One thing that bombards certain authors and creators that have set benchmarks of the long-winded conversation known as the strong female character is the question of “how?” In a recent interview, author Neil Gaiman was asked how he writes such strong female characters and references Buffy the Vampire Slayer. His response was great…
Gaiman: I always feel like the wrong person to be asked when I get asked that question because people say, ‘Well how do you write such good female characters?’ And I go, ‘Well I write people.’ Approximately half of the people I know are female and they’re cool, and they’re interesting, and so, why wouldn’t I? In the case of making the TARDIS a person, you make her the kind of person you’d like to meet.”
Alderman: This gives me nothing to help people with who cannot write good female characters, and they do exist.
Gaiman: I think the big thing to point out to people is, you know, possibly they should go and hang around with some women. And also, it’s worth pointing out that people, unfortunately, misunderstand the phrase ‘strong women.’ The glory of Buffy is it was filled with strong women. Only one of those strong women had supernatural strength and an awful lot of sharpened stakes. And people sort of go ‘Well yes, of course Buffy was a strong woman. She could kick her way through a door.’ And you go ‘No, well that’s not actually what makes her a strong woman! You’re missing the point.’”
Whedon is probably even more well known for his strong women leads, being the the man who made Buffy what she is today. When asked the very same question that was posed at Gaiman, his response is a little more agitated…
“I think that the romance, and the supernatural and the lure of the vampire, which is, you know, timeless, that all seemed to go over pretty well. The self-actualized female who was in charge of things didn’t land quite as solidly. I think people are un-used to it. I grew up with it, it just makes sense to me. You know, we write the things we either want to see or always have. Buffy was both, and I, too, have been somewhat disappointed. I mean, there’ve been great shows, great roles, but when you look at the shows somebody would lump in with Buffy the Vampire Slayer they’re, you know, very passive girls choosing between the cute boys. It feels almost like a backlash – we want to inoculate ourselves against this by giving you everything it had without the feminism. And, needless to say, slightly problematic for me.”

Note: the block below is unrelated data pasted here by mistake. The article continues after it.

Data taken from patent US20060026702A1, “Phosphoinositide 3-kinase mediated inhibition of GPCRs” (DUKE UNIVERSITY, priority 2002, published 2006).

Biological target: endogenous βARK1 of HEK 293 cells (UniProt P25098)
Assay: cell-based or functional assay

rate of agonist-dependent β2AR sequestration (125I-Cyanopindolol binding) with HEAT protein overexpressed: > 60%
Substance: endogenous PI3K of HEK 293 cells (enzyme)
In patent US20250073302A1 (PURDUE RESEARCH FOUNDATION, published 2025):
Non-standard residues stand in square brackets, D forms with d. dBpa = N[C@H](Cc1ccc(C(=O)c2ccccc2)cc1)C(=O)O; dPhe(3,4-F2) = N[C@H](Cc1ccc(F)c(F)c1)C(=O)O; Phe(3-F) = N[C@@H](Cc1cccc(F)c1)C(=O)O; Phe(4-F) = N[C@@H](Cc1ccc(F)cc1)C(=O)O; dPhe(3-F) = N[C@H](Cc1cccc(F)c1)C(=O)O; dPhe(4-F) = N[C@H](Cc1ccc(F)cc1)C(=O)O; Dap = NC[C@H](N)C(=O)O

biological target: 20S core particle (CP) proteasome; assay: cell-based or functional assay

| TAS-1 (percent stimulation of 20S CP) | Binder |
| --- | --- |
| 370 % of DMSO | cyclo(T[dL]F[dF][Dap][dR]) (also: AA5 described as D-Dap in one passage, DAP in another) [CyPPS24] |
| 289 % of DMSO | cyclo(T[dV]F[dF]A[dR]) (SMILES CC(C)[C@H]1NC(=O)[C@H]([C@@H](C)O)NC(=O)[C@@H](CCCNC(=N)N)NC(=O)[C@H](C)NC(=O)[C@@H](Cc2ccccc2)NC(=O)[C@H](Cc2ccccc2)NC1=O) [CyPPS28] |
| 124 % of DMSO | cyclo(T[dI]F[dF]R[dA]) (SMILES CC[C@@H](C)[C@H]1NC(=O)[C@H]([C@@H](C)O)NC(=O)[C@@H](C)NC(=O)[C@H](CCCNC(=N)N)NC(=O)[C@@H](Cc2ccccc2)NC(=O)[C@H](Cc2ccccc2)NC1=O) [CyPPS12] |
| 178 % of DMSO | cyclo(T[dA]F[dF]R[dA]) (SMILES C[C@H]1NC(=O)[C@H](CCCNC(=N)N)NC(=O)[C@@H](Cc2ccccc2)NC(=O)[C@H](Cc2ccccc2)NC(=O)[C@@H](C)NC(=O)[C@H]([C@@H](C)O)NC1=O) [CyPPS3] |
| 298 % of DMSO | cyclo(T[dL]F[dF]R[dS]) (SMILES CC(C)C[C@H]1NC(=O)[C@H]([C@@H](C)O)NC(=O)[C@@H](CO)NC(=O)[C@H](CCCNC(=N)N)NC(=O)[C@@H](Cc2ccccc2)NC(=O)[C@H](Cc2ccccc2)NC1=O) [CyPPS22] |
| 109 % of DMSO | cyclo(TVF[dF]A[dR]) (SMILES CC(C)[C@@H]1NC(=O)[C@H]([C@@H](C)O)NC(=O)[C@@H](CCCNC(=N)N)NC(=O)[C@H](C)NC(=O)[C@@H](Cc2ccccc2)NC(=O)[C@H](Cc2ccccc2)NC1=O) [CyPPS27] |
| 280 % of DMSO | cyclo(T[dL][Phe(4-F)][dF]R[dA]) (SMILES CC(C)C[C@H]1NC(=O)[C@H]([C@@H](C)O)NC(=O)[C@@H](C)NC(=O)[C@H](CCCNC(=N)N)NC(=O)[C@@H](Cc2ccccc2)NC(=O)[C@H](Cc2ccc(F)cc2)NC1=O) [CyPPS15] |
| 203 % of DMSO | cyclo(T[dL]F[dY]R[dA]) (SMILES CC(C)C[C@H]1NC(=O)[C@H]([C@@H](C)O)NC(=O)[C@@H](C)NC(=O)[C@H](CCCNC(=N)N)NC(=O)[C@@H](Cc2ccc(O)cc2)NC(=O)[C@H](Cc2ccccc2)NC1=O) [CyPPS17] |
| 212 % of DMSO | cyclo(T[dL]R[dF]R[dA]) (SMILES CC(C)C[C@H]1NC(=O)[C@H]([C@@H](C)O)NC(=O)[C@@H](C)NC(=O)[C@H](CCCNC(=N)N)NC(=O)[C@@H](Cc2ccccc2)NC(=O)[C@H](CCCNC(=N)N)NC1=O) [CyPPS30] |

The heated discussion about the “strong female character” has been tossed around for a few years now, often being misunderstood as a female with supernatural and kick-ass abilities, or a female pinning over men who aren’t worth the time of day. Putting a woman in a lead role doesn’t automatically make her strong. The question now is, how did everyone misunderstand what Whedon was trying to do with Buffy?
Comics have been getting hit pretty hard recently with the recently coined concept of “Women in Refrigerators,” where women, whether strong or weak, are used as disposable plot devices to further the male’s story – sometimes women are muses, sometimes they are killed, and sometimes they are the reason a man is capable of performing death defying feats. But hardly ever – with exception to the heroines with their own self-named comic book series – is care given to their own personal story. Thus follows the need for the woman’s part in a story to be handled, not delicately, but intelligently.
Thoughts on this issue are welcome.